A new chapter for Sheffield libraries

Grenville Wilkinson, pictured at  Walkley Library,
Grenville Wilkinson, pictured at Walkley Library,
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Expressions of interest have been made by 27 potential bidders who are keen to take over Sheffield’s community libraries.

Some 18 community and voluntary groups have registered with the city council, along with six individuals, two private companies and one parish council.

Sheffield Council’s cabinet member for communities, Mazher Iqbal, said he could not yet release their identities - but added that the number showed there was a ‘strong interest’ in keeping the 27 community libraries open.

The council says it could close up to 14 libraries unless it can get other organisations to run them, as it seeks to make £1.6 million of cuts to the £6.4m libraries budget.

Grenville Wilkinson, of Walkley Community Forum, said he is aware of two groups interested in taking over his suburb’s library - although the forum has not itself registered.

Mr Wilkinson said: “We had a meeting this week attended by two councillors but they said they could not tell us any more details about the interested parties.

“We still believe, however, that the council should keep all libraries open and make the cuts from elsewhere in its budget. We have a petition signed by 1,000 people calling on the council to avoid closures.”

Coun Iqbal said that suggestions and ideas put forward by interested groups range from general offers of volunteer support to organisations wanting to run several libraries or, in some cases, the entire service. No religious groups have applied.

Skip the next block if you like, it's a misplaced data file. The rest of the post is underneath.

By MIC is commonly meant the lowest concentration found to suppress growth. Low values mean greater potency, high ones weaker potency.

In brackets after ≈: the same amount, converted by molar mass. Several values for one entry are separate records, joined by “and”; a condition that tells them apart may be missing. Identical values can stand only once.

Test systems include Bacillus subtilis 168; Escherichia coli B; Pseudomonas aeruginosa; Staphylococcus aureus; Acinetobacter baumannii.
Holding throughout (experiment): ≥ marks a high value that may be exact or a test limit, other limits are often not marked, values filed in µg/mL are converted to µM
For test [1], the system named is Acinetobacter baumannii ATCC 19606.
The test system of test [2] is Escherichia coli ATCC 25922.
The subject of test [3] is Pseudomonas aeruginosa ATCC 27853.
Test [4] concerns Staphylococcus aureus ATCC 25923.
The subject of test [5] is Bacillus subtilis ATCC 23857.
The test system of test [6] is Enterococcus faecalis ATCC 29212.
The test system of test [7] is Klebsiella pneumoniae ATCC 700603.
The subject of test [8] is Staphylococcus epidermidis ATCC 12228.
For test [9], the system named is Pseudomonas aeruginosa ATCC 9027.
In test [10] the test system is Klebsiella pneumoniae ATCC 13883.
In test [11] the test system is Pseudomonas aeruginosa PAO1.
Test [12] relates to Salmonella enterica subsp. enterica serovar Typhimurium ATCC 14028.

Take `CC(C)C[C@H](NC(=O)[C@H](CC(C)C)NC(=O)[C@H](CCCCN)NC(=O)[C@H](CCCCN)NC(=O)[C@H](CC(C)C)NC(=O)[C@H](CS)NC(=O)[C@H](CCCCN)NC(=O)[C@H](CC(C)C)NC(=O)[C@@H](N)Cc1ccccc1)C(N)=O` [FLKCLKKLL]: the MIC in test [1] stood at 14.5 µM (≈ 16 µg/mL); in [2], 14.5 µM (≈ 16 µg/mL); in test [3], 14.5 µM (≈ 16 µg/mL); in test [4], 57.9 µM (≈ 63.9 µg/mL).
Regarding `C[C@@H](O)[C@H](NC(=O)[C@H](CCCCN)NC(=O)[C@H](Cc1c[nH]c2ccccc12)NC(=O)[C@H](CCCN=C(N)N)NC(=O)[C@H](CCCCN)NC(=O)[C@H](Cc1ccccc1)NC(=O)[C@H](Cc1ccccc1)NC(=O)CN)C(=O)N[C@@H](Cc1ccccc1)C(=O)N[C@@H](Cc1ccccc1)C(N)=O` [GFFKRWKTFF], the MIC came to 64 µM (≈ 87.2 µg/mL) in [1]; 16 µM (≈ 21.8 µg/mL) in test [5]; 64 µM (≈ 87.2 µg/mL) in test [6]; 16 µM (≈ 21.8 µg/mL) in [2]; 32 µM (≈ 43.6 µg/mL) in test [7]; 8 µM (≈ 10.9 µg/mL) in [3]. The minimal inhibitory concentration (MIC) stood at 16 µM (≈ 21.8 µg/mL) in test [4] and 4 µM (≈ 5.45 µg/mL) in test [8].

Some have proposed libraries running other services such as a community café, restaurant and wine bar, art and design classes, job clubs, internet café and a digital media centre.

Coun Iqbal said: “We are delighted with the very positive response to our call for help, as we have had 27 registrations of interest from a range of organisations, individuals and the community.

“It shows a strong interest in wanting to help Sheffield provide libraries.

“The responses have shown the range of pragmatic and imaginative ideas out there. Our job is to now look at these in greater detail to help us develop options.”

Coun Iqbal added that due diligence tests on the interested parties will now be conducted and the aim was to develop ‘firm proposals’ by June - which would then have to be approved by the council’s cabinet.